The Moon has long attracted the attention of scientists: its craters serve as a visual reminder of past upheavals. But a recent study led by astrophysicist Jianqing Feng and his colleagues has revealed a different kind of chaos beneath the lunar surface – evidence of successive lava flows. This groundbreaking study, based on data from the Chang’e-4 Mars rover, has shed new light on the volcanic history of the Moon and its implications for our understanding of this celestial body.
Extending the results of previous studies
Feng and his team sought to build on previous studies of the lunar subsurface that were limited in scope. By analyzing a larger dataset from the Chang’e-4 spacecraft, they were able to penetrate deeper into the lunar surface using lower frequencies of the penetrating radar. This innovative approach allowed them to explore the layers beneath the eroded lunar surface and gain insight into volcanic activity that took place billions of years ago.
The role of lunar penetrating radar
One of the key instruments used in this study was the Lunar Penetrating Radar on board the Chang’e-4 rover. This instrument emits pulsed signals into the lunar interior as the rover traverses the Moon’s terrain. When these signals encounter a contrast between two subsurface materials with different properties, they are reflected back to the surface where they can be detected by a receiver.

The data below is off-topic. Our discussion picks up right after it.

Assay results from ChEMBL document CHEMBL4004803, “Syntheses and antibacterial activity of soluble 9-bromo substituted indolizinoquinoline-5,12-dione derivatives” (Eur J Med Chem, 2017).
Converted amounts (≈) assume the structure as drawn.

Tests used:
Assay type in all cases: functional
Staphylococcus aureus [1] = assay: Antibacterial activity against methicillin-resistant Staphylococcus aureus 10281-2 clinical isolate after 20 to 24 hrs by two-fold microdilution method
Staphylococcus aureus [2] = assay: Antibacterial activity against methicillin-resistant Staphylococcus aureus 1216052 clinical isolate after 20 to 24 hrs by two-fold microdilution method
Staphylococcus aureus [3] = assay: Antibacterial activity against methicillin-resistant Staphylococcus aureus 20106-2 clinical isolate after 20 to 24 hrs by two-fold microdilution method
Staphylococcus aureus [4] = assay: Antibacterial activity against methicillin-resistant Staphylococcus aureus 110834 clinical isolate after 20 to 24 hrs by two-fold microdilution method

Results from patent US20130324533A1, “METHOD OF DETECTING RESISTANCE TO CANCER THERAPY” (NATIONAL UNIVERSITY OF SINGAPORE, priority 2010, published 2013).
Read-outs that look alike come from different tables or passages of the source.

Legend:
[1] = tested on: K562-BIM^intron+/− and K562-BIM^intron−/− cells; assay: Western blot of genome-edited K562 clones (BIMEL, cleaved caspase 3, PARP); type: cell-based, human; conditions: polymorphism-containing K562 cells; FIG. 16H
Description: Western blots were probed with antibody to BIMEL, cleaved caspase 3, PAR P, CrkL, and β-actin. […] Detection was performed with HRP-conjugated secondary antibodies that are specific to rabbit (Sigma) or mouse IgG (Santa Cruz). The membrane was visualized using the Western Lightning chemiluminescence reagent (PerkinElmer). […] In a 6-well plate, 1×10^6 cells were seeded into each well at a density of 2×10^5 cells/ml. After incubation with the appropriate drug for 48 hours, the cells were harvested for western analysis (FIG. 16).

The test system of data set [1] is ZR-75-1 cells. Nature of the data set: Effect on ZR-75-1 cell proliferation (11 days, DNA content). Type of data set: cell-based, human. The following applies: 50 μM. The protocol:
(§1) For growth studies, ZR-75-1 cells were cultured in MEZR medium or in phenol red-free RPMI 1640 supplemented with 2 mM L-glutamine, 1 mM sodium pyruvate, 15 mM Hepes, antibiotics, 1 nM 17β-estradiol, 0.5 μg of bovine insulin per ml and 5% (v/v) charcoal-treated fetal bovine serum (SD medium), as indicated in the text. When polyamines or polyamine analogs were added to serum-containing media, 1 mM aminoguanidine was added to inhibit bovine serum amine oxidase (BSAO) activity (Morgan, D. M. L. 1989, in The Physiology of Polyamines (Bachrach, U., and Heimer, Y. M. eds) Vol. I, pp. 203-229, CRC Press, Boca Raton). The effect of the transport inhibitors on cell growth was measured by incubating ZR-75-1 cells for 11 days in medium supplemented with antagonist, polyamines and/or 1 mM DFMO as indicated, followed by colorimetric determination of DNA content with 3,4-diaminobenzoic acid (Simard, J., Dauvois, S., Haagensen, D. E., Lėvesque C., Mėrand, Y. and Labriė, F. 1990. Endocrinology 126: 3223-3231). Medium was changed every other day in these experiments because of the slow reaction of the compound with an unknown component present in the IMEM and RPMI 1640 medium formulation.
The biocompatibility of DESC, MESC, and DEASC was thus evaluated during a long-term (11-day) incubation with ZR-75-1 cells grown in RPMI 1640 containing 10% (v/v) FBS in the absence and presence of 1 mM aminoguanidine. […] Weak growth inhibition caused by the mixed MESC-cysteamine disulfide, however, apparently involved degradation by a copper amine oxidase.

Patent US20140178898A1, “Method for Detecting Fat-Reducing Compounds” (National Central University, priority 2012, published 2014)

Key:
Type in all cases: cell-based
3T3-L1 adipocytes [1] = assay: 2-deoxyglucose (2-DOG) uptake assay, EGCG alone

Discoveries beneath the surface
The researchers found that there is nothing particularly unusual within the moon’s upper 40 meters (131 feet), other than an old crater hidden by debris and soil from nearby impacts. However, going deeper, below 90 m (295 feet), they made some intriguing discoveries. In the upper 300 meters, they found numerous layers indicative of a series of basalt eruptions that occurred billions of years ago.
Notes on lunar volcanism
Lunar volcanism has attracted much interest in recent years. The discovery of a mysterious hot spot on the far side of the Moon has suggested the presence of a buried mass of solidified magma resulting from a unique form of volcanism. In addition, the extraction of lunar rocks has revealed that lava has been flowing from lunar volcanoes for a billion years longer than previously thought.
The layers of solidified lava discovered by Feng and his collaborators provide further evidence of the moon’s volcanic history. Thicker layers were found at greater depths and gradually thinned toward the surface. This suggests that the internal thermal energy that stimulated lunar volcanism was depleted and that eruptions decreased in magnitude over time. The thickest layers were about 70 m wide, while lava flows narrowed to 5 m near the landing site.
Implications and future research
Although these results provide valuable insights into the Moon’s volcanic past, they do not allow us to determine the exact timing of these events. Nevertheless, they contribute to our understanding of recent bursts of volcanic activity on the Moon and the gradual fading of its thermal energy. Other recent studies also aim to refine our knowledge of lunar volcanism, further expanding our understanding of this fascinating celestial body.